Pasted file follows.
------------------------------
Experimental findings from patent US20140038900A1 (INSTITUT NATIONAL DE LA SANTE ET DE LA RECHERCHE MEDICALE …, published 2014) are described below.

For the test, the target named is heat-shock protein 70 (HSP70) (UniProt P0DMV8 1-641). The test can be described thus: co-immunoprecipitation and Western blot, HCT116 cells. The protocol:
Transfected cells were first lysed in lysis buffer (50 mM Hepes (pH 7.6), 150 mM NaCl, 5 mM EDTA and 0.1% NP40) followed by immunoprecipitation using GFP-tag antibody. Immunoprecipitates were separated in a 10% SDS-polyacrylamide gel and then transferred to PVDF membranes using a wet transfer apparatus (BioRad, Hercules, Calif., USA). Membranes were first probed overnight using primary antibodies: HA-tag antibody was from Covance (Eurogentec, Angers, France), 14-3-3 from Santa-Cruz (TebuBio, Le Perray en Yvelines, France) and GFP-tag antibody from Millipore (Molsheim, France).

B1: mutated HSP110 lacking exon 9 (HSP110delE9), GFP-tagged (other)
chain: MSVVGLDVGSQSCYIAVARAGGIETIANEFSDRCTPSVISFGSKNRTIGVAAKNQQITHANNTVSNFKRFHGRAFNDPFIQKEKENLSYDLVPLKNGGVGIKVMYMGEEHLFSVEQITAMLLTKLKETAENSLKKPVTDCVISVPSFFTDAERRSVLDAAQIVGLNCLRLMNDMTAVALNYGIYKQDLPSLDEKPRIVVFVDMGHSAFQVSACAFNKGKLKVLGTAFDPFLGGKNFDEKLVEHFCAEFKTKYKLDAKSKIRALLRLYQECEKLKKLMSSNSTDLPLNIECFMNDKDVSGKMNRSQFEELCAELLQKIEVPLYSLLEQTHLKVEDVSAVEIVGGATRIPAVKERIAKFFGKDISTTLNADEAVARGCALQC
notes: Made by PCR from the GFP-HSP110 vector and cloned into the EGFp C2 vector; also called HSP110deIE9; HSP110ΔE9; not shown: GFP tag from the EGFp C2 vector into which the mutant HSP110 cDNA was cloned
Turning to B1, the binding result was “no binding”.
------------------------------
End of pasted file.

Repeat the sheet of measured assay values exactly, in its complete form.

Experimental findings from patent US20140038900A1 (INSTITUT NATIONAL DE LA SANTE ET DE LA RECHERCHE MEDICALE …, published 2014) are described below.

For the test, the target named is heat-shock protein 70 (HSP70) (UniProt P0DMV8 1-641). The test can be described thus: co-immunoprecipitation and Western blot, HCT116 cells. The protocol:
Transfected cells were first lysed in lysis buffer (50 mM Hepes (pH 7.6), 150 mM NaCl, 5 mM EDTA and 0.1% NP40) followed by immunoprecipitation using GFP-tag antibody. Immunoprecipitates were separated in a 10% SDS-polyacrylamide gel and then transferred to PVDF membranes using a wet transfer apparatus (BioRad, Hercules, Calif., USA). Membranes were first probed overnight using primary antibodies: HA-tag antibody was from Covance (Eurogentec, Angers, France), 14-3-3 from Santa-Cruz (TebuBio, Le Perray en Yvelines, France) and GFP-tag antibody from Millipore (Molsheim, France).

B1: mutated HSP110 lacking exon 9 (HSP110delE9), GFP-tagged (other)
chain: MSVVGLDVGSQSCYIAVARAGGIETIANEFSDRCTPSVISFGSKNRTIGVAAKNQQITHANNTVSNFKRFHGRAFNDPFIQKEKENLSYDLVPLKNGGVGIKVMYMGEEHLFSVEQITAMLLTKLKETAENSLKKPVTDCVISVPSFFTDAERRSVLDAAQIVGLNCLRLMNDMTAVALNYGIYKQDLPSLDEKPRIVVFVDMGHSAFQVSACAFNKGKLKVLGTAFDPFLGGKNFDEKLVEHFCAEFKTKYKLDAKSKIRALLRLYQECEKLKKLMSSNSTDLPLNIECFMNDKDVSGKMNRSQFEELCAELLQKIEVPLYSLLEQTHLKVEDVSAVEIVGGATRIPAVKERIAKFFGKDISTTLNADEAVARGCALQC
notes: Made by PCR from the GFP-HSP110 vector and cloned into the EGFp C2 vector; also called HSP110deIE9; HSP110ΔE9; not shown: GFP tag from the EGFp C2 vector into which the mutant HSP110 cDNA was cloned
Turning to B1, the binding result was “no binding”.